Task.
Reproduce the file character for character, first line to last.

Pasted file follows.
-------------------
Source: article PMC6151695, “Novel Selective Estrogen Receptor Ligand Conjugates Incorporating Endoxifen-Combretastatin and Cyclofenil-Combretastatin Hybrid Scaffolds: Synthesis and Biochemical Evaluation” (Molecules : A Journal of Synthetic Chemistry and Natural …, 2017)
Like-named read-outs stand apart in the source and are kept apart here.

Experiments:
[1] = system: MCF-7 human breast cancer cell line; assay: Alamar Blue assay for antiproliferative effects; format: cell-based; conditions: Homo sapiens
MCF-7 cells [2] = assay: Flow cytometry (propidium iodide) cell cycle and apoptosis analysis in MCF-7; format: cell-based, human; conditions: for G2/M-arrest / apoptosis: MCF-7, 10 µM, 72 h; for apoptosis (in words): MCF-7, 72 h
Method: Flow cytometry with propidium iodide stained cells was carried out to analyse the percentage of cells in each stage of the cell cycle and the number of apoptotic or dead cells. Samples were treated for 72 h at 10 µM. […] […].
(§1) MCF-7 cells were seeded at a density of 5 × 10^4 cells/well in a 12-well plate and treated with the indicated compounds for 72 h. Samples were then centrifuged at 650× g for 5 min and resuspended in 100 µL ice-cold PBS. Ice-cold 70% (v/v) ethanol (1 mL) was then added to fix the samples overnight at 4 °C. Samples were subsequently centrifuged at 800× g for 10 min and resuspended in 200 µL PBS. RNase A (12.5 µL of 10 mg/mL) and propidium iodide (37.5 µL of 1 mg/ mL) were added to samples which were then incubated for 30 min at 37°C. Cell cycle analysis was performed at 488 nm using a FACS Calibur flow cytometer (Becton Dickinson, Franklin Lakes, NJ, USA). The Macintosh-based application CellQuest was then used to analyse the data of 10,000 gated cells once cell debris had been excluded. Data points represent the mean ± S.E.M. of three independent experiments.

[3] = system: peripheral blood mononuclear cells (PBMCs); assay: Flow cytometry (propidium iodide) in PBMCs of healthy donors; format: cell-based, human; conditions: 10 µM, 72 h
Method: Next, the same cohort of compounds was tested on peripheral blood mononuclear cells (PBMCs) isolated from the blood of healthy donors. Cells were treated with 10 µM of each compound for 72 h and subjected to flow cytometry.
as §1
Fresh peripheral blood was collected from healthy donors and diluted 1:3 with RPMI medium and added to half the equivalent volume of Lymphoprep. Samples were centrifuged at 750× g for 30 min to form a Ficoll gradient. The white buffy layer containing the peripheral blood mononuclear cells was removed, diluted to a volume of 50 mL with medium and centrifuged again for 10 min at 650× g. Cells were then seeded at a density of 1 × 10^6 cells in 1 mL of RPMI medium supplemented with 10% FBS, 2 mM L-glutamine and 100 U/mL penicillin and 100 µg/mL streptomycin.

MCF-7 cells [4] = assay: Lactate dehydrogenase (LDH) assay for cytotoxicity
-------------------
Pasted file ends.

Source: article PMC6151695, “Novel Selective Estrogen Receptor Ligand Conjugates Incorporating Endoxifen-Combretastatin and Cyclofenil-Combretastatin Hybrid Scaffolds: Synthesis and Biochemical Evaluation” (Molecules : A Journal of Synthetic Chemistry and Natural …, 2017)
Like-named read-outs stand apart in the source and are kept apart here.

Experiments:
[1] = system: MCF-7 human breast cancer cell line; assay: Alamar Blue assay for antiproliferative effects; format: cell-based; conditions: Homo sapiens
MCF-7 cells [2] = assay: Flow cytometry (propidium iodide) cell cycle and apoptosis analysis in MCF-7; format: cell-based, human; conditions: for G2/M-arrest / apoptosis: MCF-7, 10 µM, 72 h; for apoptosis (in words): MCF-7, 72 h
Method: Flow cytometry with propidium iodide stained cells was carried out to analyse the percentage of cells in each stage of the cell cycle and the number of apoptotic or dead cells. Samples were treated for 72 h at 10 µM. […] […].
(§1) MCF-7 cells were seeded at a density of 5 × 10^4 cells/well in a 12-well plate and treated with the indicated compounds for 72 h. Samples were then centrifuged at 650× g for 5 min and resuspended in 100 µL ice-cold PBS. Ice-cold 70% (v/v) ethanol (1 mL) was then added to fix the samples overnight at 4 °C. Samples were subsequently centrifuged at 800× g for 10 min and resuspended in 200 µL PBS. RNase A (12.5 µL of 10 mg/mL) and propidium iodide (37.5 µL of 1 mg/ mL) were added to samples which were then incubated for 30 min at 37°C. Cell cycle analysis was performed at 488 nm using a FACS Calibur flow cytometer (Becton Dickinson, Franklin Lakes, NJ, USA). The Macintosh-based application CellQuest was then used to analyse the data of 10,000 gated cells once cell debris had been excluded. Data points represent the mean ± S.E.M. of three independent experiments.

[3] = system: peripheral blood mononuclear cells (PBMCs); assay: Flow cytometry (propidium iodide) in PBMCs of healthy donors; format: cell-based, human; conditions: 10 µM, 72 h
Method: Next, the same cohort of compounds was tested on peripheral blood mononuclear cells (PBMCs) isolated from the blood of healthy donors. Cells were treated with 10 µM of each compound for 72 h and subjected to flow cytometry.
as §1
Fresh peripheral blood was collected from healthy donors and diluted 1:3 with RPMI medium and added to half the equivalent volume of Lymphoprep. Samples were centrifuged at 750× g for 30 min to form a Ficoll gradient. The white buffy layer containing the peripheral blood mononuclear cells was removed, diluted to a volume of 50 mL with medium and centrifuged again for 10 min at 650× g. Cells were then seeded at a density of 1 × 10^6 cells in 1 mL of RPMI medium supplemented with 10% FBS, 2 mM L-glutamine and 100 U/mL penicillin and 100 µg/mL streptomycin.

MCF-7 cells [4] = assay: Lactate dehydrogenase (LDH) assay for cytotoxicity